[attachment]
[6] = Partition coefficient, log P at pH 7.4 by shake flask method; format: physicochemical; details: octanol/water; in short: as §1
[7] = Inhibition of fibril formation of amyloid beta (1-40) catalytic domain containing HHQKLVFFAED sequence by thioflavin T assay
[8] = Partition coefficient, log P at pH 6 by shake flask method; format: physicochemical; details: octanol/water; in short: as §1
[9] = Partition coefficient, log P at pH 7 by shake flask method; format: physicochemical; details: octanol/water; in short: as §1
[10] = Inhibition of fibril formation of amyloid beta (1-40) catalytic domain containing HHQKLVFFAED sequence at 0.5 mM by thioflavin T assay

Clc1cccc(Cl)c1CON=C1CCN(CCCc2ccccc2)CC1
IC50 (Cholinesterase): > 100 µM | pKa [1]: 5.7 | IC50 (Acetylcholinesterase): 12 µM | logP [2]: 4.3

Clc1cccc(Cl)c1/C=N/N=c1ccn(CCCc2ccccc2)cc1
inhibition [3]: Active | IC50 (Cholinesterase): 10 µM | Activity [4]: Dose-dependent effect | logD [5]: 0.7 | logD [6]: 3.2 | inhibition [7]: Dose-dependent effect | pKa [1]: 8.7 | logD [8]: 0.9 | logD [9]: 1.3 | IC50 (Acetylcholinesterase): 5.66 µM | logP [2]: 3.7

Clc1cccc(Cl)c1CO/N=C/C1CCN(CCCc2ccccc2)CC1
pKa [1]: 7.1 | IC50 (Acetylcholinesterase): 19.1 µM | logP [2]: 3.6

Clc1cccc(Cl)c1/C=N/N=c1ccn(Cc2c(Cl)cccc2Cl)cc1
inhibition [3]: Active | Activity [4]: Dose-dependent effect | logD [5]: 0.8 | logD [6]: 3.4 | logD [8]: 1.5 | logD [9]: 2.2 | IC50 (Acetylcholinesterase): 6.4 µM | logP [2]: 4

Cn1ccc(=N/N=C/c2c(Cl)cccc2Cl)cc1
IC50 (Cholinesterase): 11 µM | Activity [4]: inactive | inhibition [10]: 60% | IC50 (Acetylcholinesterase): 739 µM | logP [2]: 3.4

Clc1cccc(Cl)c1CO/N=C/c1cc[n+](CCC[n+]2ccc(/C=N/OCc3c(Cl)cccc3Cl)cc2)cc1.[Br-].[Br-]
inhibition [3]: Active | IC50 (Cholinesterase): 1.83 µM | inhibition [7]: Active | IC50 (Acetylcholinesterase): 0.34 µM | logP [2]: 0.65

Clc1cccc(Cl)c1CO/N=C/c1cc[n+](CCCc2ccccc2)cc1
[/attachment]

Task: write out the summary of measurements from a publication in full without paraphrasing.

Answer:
[6] = Partition coefficient, log P at pH 7.4 by shake flask method; format: physicochemical; details: octanol/water; in short: as §1
[7] = Inhibition of fibril formation of amyloid beta (1-40) catalytic domain containing HHQKLVFFAED sequence by thioflavin T assay
[8] = Partition coefficient, log P at pH 6 by shake flask method; format: physicochemical; details: octanol/water; in short: as §1
[9] = Partition coefficient, log P at pH 7 by shake flask method; format: physicochemical; details: octanol/water; in short: as §1
[10] = Inhibition of fibril formation of amyloid beta (1-40) catalytic domain containing HHQKLVFFAED sequence at 0.5 mM by thioflavin T assay

Clc1cccc(Cl)c1CON=C1CCN(CCCc2ccccc2)CC1
IC50 (Cholinesterase): > 100 µM | pKa [1]: 5.7 | IC50 (Acetylcholinesterase): 12 µM | logP [2]: 4.3

Clc1cccc(Cl)c1/C=N/N=c1ccn(CCCc2ccccc2)cc1
inhibition [3]: Active | IC50 (Cholinesterase): 10 µM | Activity [4]: Dose-dependent effect | logD [5]: 0.7 | logD [6]: 3.2 | inhibition [7]: Dose-dependent effect | pKa [1]: 8.7 | logD [8]: 0.9 | logD [9]: 1.3 | IC50 (Acetylcholinesterase): 5.66 µM | logP [2]: 3.7

Clc1cccc(Cl)c1CO/N=C/C1CCN(CCCc2ccccc2)CC1
pKa [1]: 7.1 | IC50 (Acetylcholinesterase): 19.1 µM | logP [2]: 3.6

Clc1cccc(Cl)c1/C=N/N=c1ccn(Cc2c(Cl)cccc2Cl)cc1
inhibition [3]: Active | Activity [4]: Dose-dependent effect | logD [5]: 0.8 | logD [6]: 3.4 | logD [8]: 1.5 | logD [9]: 2.2 | IC50 (Acetylcholinesterase): 6.4 µM | logP [2]: 4

Cn1ccc(=N/N=C/c2c(Cl)cccc2Cl)cc1
IC50 (Cholinesterase): 11 µM | Activity [4]: inactive | inhibition [10]: 60% | IC50 (Acetylcholinesterase): 739 µM | logP [2]: 3.4

Clc1cccc(Cl)c1CO/N=C/c1cc[n+](CCC[n+]2ccc(/C=N/OCc3c(Cl)cccc3Cl)cc2)cc1.[Br-].[Br-]
inhibition [3]: Active | IC50 (Cholinesterase): 1.83 µM | inhibition [7]: Active | IC50 (Acetylcholinesterase): 0.34 µM | logP [2]: 0.65

Clc1cccc(Cl)c1CO/N=C/c1cc[n+](CCCc2ccccc2)cc1